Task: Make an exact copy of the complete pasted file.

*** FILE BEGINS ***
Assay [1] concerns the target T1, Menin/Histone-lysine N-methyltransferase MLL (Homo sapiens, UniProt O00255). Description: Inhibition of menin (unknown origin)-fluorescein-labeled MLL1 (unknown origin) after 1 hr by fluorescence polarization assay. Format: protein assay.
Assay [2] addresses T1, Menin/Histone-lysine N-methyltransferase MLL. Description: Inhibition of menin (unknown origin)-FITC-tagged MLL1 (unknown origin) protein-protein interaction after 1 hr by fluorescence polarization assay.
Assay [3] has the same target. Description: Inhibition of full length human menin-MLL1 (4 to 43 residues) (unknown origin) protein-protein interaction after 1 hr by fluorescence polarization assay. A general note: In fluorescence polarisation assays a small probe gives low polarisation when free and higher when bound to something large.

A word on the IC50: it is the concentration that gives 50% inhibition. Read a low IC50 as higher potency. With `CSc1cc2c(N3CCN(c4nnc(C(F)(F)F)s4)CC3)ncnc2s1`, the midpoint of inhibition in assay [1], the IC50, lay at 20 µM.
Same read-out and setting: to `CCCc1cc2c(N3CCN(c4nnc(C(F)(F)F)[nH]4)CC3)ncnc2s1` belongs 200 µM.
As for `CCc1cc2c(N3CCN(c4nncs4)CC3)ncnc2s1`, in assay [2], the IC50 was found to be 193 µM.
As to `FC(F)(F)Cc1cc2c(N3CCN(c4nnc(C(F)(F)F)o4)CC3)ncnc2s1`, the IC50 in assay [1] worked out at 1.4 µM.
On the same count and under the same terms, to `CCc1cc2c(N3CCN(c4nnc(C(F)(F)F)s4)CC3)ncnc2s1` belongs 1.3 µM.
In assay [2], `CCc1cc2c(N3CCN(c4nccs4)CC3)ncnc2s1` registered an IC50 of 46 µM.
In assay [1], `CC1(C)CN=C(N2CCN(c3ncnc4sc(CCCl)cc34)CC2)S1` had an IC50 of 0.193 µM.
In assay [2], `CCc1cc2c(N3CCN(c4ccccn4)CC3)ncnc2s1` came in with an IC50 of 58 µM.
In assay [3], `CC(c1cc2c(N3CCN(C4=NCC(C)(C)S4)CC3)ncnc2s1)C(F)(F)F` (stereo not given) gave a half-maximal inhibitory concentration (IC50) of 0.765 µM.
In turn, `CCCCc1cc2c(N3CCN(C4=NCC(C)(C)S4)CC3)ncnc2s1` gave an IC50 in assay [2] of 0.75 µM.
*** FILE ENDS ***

Assay [1] concerns the target T1, Menin/Histone-lysine N-methyltransferase MLL (Homo sapiens, UniProt O00255). Description: Inhibition of menin (unknown origin)-fluorescein-labeled MLL1 (unknown origin) after 1 hr by fluorescence polarization assay. Format: protein assay.
Assay [2] addresses T1, Menin/Histone-lysine N-methyltransferase MLL. Description: Inhibition of menin (unknown origin)-FITC-tagged MLL1 (unknown origin) protein-protein interaction after 1 hr by fluorescence polarization assay.
Assay [3] has the same target. Description: Inhibition of full length human menin-MLL1 (4 to 43 residues) (unknown origin) protein-protein interaction after 1 hr by fluorescence polarization assay. A general note: In fluorescence polarisation assays a small probe gives low polarisation when free and higher when bound to something large.

A word on the IC50: it is the concentration that gives 50% inhibition. Read a low IC50 as higher potency. With `CSc1cc2c(N3CCN(c4nnc(C(F)(F)F)s4)CC3)ncnc2s1`, the midpoint of inhibition in assay [1], the IC50, lay at 20 µM.
Same read-out and setting: to `CCCc1cc2c(N3CCN(c4nnc(C(F)(F)F)[nH]4)CC3)ncnc2s1` belongs 200 µM.
As for `CCc1cc2c(N3CCN(c4nncs4)CC3)ncnc2s1`, in assay [2], the IC50 was found to be 193 µM.
As to `FC(F)(F)Cc1cc2c(N3CCN(c4nnc(C(F)(F)F)o4)CC3)ncnc2s1`, the IC50 in assay [1] worked out at 1.4 µM.
On the same count and under the same terms, to `CCc1cc2c(N3CCN(c4nnc(C(F)(F)F)s4)CC3)ncnc2s1` belongs 1.3 µM.
In assay [2], `CCc1cc2c(N3CCN(c4nccs4)CC3)ncnc2s1` registered an IC50 of 46 µM.
In assay [1], `CC1(C)CN=C(N2CCN(c3ncnc4sc(CCCl)cc34)CC2)S1` had an IC50 of 0.193 µM.
In assay [2], `CCc1cc2c(N3CCN(c4ccccn4)CC3)ncnc2s1` came in with an IC50 of 58 µM.
In assay [3], `CC(c1cc2c(N3CCN(C4=NCC(C)(C)S4)CC3)ncnc2s1)C(F)(F)F` (stereo not given) gave a half-maximal inhibitory concentration (IC50) of 0.765 µM.
In turn, `CCCCc1cc2c(N3CCN(C4=NCC(C)(C)S4)CC3)ncnc2s1` gave an IC50 in assay [2] of 0.75 µM.